Massachusetts Graduate Schools

A Graduate School is an education institution that offers graduate degrees, including Master and Doctorate degrees. This page lists all accredited graduate schools in the state of Massachusetts that provide full-time or part-time graduate education leading to a postgraduate degree. Note: according to AbbreviationFinder, MA is the two-letter abbreviation of Massachusetts.

American International College
1000 State Street
Springfield, MA 01109
(413) 737-7000
http://www.aic.edu

Anna Maria College
Graduate Admissions
Sunset Lane Box#0
Paxton, MA 01612
(508) 849-3360
http://www.anna-maria.edu/amcpage/amchead.htm

Boston College
140 Commonwealth Avenue
Chestnut Hill, MA 02167
(617) 552-3265
http://www.infoeagle.bc.edu

Boston University
121 Bay State Road
Boston, MA 02215
(617) 353-2696
http://web.bu.edu

Brandeis University
South Street
P.O. Box 9110
Waltham, MA 02254-9110
(617) 736-3410
http://www.brandeis.edu

Bridgewater State College
Gates House
Bridgewater, MA 02325
(508) 697-1237
http://www.bridgew.edu

Clark University
950 Main Street
Worcester, MA 01610-1477
(508) 793-7676
Website: http://www.clarku.edu

Emerson College
100 Beacon Street
Boston, MA 02116
(617) 824-8610
http://www.emerson.edu/

Emmanuel College
400 The Fenway
Boston, MA 02115
(617) 735-9715
http://www.emmanuel.edu

Fitchburg State College
160 Pearl Street
Fitchburg, MA 01420-2697
(978) 345-2151
http://www.fsc.edu

Harvard University
Byerly Hall
8 Garden Street
Cambridge, MA 02138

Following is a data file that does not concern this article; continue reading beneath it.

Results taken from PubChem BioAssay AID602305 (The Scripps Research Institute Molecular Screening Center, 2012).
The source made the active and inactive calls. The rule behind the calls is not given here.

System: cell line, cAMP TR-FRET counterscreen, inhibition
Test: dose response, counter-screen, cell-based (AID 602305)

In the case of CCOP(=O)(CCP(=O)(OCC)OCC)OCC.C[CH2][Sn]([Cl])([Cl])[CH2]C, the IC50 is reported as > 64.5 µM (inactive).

(617) 495-5315
http://www.harvard.edu

Lesley College
Institutional Research
29 Everett Street
Cambridge, MA 02138-2790
(617) 868-9600
http://www.lesley.edu

Massachusetts Institute
Of Technology
77 Massachusetts Avenue
Cambridge, MA 02139
(617) 253-4791
http://web.mit.edu/

Mount Holyoke College
College Street
South Hadley, MA 01075-1488
(413) 538-2000
http://www.mtholyoke.edu

Northeastern University
360 Huntington Avenue
Boston, MA 02115
(617) 373-2170
http://www.neu.edu

Simmons College
300 The Fenway
Boston, MA 02115
(617) 521-2000
http://www.simmons.edu

Smith College
Northampton, MA 01063
(413) 584-2700
http://www.smith.edu

Springfield College
263 Alden Street
Springfield, MA 01109-3797
(413) 748-3729
http://www.springfieldcollege.edu/

Suffolk University
8 Ashburton Place
Boston, MA 02108
(617) 573-8000
http://www.suffolk.edu

Tufts University
Medford, MA 02155
(617) 627-3395
http://www.tufts.edu

University of
Massachusetts-Amherst
Whitmore Building
Amherst, MA 01003
(413) 545-0721
http://www.umass.edu

University of Massachusetts-
Dartmouth
285 Old Westport Road
North Dartmouth, MA 02747-2300
(508) 999-8604
http://www.umassd.edu/welcome.html

University of Massachusetts
-Lowell
One University Avenue
Lowell, MA 01854
(978) 934-2380
http://www.uml.edu

University of Massachusetts
-Boston
100 Morrissey Boulevard
Boston, MA 02125-3393
(617) 287-6000
http://www.umb.edu

Western New England College
1215 Wilbraham Road
Springfield, MA 01119
Engineering: (413) 782-1249
http://www.wnec.edu

Williams College
Williamstown, MA 01267
(413) 597-3131
Website: http://www.williams.edu/

Worcester Polytechnic Institute
100 Institute Road
Worcester, MA 01609
(508) 831-5000
http://www.wpi.edu

Massachusetts State Overview

The Massachusetts Bay Colony owes its name to a Native American people, the Massachusett. Their name was roughly translated as “near the Blue Mountains” or “Near the Great Mountain”, the 194-meter-high mountain (Great Blue Hill) located about 15 kilometers southwest of Boston in the “Blue Hills Reserve”. Officially, Massachusetts is a “Commonwealth”, but this has no practical effect on the state’s status within the nation.